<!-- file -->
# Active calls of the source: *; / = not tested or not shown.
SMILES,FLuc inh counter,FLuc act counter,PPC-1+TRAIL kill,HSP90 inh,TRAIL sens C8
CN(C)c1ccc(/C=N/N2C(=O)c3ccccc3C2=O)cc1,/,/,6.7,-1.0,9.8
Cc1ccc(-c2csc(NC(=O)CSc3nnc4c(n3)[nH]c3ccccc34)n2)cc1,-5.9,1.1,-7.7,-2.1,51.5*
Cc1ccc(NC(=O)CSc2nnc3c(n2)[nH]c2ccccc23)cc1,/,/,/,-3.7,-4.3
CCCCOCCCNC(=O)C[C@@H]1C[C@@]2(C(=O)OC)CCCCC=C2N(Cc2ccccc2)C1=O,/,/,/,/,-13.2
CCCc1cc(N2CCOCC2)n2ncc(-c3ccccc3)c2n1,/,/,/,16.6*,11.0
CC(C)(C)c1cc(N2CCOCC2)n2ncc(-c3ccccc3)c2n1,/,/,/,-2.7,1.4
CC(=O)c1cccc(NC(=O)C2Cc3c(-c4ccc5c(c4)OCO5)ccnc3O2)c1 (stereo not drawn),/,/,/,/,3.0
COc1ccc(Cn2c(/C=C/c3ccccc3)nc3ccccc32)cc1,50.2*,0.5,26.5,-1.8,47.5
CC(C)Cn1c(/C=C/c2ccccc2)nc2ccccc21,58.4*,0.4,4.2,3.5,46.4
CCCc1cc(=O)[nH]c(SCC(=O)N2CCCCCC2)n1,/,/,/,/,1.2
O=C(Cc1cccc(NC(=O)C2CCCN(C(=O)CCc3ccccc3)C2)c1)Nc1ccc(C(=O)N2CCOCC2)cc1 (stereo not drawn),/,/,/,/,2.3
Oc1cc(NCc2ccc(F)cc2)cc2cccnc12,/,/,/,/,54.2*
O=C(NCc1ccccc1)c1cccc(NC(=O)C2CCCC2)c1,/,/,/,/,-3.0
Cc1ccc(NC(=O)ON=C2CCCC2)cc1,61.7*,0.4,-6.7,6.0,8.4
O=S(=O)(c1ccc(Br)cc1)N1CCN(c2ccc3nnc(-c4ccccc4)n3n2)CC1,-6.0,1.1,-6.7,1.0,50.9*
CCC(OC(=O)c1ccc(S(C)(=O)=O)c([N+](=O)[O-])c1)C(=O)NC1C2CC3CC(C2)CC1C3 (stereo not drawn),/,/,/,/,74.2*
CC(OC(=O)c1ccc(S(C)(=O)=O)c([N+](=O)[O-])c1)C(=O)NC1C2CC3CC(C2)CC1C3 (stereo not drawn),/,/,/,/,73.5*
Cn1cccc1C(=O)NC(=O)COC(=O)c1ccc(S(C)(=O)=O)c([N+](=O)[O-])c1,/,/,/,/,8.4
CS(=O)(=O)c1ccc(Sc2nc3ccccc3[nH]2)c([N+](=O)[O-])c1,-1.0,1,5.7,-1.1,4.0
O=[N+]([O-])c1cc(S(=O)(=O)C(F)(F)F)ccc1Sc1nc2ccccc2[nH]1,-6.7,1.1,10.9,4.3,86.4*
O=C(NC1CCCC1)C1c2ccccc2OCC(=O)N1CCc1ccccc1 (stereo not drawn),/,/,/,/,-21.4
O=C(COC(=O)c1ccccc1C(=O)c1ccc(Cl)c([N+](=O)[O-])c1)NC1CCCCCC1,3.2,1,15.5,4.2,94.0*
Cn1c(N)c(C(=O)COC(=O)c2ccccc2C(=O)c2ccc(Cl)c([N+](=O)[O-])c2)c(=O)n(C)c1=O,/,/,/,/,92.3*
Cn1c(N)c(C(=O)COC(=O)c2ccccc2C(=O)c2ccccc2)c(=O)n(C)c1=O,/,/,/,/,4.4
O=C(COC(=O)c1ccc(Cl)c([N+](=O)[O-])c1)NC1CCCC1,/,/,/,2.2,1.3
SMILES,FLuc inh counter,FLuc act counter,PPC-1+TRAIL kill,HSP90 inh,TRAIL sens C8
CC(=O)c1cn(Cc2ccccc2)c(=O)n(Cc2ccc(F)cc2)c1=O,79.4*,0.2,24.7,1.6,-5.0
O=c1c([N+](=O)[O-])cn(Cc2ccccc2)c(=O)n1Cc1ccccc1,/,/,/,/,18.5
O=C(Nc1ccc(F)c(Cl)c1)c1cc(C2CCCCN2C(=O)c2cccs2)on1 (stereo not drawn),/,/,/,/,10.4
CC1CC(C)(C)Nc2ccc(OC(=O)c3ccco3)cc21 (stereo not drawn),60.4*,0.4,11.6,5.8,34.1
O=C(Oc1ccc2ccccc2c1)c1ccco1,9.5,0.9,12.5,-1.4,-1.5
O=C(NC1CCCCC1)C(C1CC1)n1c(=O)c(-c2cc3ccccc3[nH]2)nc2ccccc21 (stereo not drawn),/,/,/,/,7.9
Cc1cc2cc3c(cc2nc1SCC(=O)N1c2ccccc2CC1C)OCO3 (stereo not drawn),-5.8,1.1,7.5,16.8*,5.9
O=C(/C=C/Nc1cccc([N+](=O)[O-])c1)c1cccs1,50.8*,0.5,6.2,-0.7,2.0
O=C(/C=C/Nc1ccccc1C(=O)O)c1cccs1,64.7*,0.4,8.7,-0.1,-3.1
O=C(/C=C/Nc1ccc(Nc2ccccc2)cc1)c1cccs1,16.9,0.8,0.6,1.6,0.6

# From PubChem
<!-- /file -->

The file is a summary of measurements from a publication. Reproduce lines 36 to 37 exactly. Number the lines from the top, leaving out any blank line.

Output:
O=C(/C=C/Nc1cccc([N+](=O)[O-])c1)c1cccs1,50.8*,0.5,6.2,-0.7,2.0
O=C(/C=C/Nc1ccccc1C(=O)O)c1cccs1,64.7*,0.4,8.7,-0.1,-3.1